Beating in light air (you mentioned 8 kts) If your dream is to lock the wheel and sit back then you need to play the balance of the sails. If she wants to head up, drop the traveler a bit, if she wants to fall off, traveler up or sheet on harder. Try to find a place where she's happy. Know that most boats will wander around if you do this, particularly if there's a sea running. The waves will push the bow down and the boat has to react. That will feel like an oscillation in point. Gusts will have the same effect. Sometimes you'll find a groove and the boat will run on rails even if you don't lock the wheel off. But the ocean is a dynamic place and the boat has to react. Bottom line is if you want to point well you need to drive or get an autopilot.
As the wind increases the boat is going to want to round up in gusts. Your first move is to crank on all of the corners of both sails. So jib halyard on hard, main halyard, cunningham, outhaul all on hard. If you have an adjustable backstay, crank on that too to flatten the middle of the main. As the wind builds that won't be enough and you'll find you're fighting the wheel to get the bow down. This is uncomfortable because the boat will heel excessively and the wheel will feel quite heavy, but more importantly it's very slow and you're making lots of leeway. You're dragging the flat side of your rudder through the water, that's bad! The solution is to reef. Learn the wind speed range for your boat. If you're burying a rail then you're past the point of reefing. When beating, my boat wants a reef at about 12-14 kts and a second reef at 18. Adjust your jib size to match the performance of the main. You'll find that when you reef the boat will flatten out, the weather helm will reduce, your passengers will be more comfortable and your VMG won't change, or even go up. Yay!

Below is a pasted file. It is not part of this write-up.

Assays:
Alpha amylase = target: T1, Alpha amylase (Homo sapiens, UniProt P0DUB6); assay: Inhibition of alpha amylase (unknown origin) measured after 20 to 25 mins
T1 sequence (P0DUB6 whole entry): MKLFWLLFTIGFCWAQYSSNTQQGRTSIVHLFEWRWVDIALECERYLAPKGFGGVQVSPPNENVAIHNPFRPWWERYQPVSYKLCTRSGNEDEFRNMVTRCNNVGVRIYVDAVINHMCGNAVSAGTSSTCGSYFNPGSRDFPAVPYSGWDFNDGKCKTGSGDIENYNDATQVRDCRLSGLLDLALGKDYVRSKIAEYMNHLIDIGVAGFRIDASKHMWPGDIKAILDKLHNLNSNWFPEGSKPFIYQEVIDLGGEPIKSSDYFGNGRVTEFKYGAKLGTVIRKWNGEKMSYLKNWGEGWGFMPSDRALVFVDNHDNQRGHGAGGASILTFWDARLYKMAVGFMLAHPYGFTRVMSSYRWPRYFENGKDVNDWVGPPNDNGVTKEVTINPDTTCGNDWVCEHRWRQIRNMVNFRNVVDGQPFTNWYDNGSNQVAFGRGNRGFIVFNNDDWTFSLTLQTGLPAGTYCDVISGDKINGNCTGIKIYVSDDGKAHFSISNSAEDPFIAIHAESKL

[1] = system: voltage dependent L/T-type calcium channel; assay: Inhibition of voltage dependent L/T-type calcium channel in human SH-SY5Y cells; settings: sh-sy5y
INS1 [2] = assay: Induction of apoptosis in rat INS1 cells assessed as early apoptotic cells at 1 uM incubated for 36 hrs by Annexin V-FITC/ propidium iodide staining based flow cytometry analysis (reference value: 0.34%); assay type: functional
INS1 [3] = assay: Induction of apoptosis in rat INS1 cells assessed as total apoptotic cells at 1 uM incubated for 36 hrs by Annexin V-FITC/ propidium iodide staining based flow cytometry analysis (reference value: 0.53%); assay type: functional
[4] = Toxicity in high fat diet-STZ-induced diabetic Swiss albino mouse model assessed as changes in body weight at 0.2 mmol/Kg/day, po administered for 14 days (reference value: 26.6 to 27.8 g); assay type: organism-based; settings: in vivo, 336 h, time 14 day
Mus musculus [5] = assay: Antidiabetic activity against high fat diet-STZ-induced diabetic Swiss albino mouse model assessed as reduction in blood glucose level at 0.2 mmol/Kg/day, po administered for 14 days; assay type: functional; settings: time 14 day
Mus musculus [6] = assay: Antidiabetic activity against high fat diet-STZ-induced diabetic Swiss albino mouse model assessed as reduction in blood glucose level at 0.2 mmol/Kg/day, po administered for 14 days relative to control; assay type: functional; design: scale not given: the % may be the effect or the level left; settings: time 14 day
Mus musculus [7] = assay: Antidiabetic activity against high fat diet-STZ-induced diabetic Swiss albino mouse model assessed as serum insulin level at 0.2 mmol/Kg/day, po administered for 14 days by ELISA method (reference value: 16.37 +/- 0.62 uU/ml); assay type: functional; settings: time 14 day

As the wind builds into the mid 20s and above, you're going to find that you can't point very well. Sea state will build and you'll slow down with each wave you punch over. The only solution is to ease the bow down a bit. Find the TWA that gives you the best VMG, it's probably between 50 and 65 degrees. Try and steer around the faces of steep waves. At this point the most important person aboard is the main sail trimmer. Learn to dump the traveler in the gusts, bring it up in the holes. The wheel should feel pretty neutral and if it doesn't, tell the trimmer what you're feeling, let them control the helm balance. The traveler should be in constant motion for best performance.